Japanese manufacturing leads the world in energy efficiency
When oil supplies contract, oil-dependent economies suffer — and Japan prospers. Investors are bullish on Japan’s manufacturing sector, which has been investing in energy efficiency since the oil crisis of the early 1970s. Faced then with few domestic energy sources and near total dependence on foreign oil, the nation’s industrial base set out to lessen its exposure to future energy shocks by fine-tuning production lines, installing advanced systems for power generation, and more. The effort’s paying off: A 2002 study shows that Chinese competitors used 52 percent more energy to produce the same ton of cement as a typical Japanese manufacturer, while European and South Korean firms used 30 percent more, and U.S. companies 77 percent more (oy). And now efficient Japanese companies can cash in on a new business opportunity: consulting on energy recycling and advanced power generation with foreign firms.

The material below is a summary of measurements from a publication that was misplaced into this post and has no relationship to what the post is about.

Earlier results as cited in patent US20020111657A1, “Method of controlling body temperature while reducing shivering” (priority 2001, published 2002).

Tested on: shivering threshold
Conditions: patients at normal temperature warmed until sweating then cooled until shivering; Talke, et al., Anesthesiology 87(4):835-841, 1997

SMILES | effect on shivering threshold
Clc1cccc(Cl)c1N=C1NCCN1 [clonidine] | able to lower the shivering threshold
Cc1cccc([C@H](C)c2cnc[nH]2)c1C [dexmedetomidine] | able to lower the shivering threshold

Get Grist in your inbox